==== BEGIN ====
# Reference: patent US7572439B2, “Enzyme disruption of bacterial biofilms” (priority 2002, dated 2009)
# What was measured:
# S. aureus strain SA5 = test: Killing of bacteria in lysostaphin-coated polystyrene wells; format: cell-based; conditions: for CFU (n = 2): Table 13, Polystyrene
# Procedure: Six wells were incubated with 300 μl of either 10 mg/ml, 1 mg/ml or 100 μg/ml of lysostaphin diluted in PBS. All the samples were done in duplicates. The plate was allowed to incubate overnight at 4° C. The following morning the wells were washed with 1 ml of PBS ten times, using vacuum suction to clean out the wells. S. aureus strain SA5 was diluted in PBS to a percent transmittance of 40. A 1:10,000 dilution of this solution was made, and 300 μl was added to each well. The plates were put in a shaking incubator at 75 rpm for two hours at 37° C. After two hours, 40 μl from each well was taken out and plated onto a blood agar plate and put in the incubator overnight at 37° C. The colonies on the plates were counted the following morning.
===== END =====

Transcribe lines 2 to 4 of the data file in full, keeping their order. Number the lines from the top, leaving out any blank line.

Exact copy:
# What was measured:
# S. aureus strain SA5 = test: Killing of bacteria in lysostaphin-coated polystyrene wells; format: cell-based; conditions: for CFU (n = 2): Table 13, Polystyrene
# Procedure: Six wells were incubated with 300 μl of either 10 mg/ml, 1 mg/ml or 100 μg/ml of lysostaphin diluted in PBS. All the samples were done in duplicates. The plate was allowed to incubate overnight at 4° C. The following morning the wells were washed with 1 ml of PBS ten times, using vacuum suction to clean out the wells. S. aureus strain SA5 was diluted in PBS to a percent transmittance of 40. A 1:10,000 dilution of this solution was made, and 300 μl was added to each well. The plates were put in a shaking incubator at 75 rpm for two hours at 37° C. After two hours, 40 μl from each well was taken out and plated onto a blood agar plate and put in the incubator overnight at 37° C. The colonies on the plates were counted the following morning.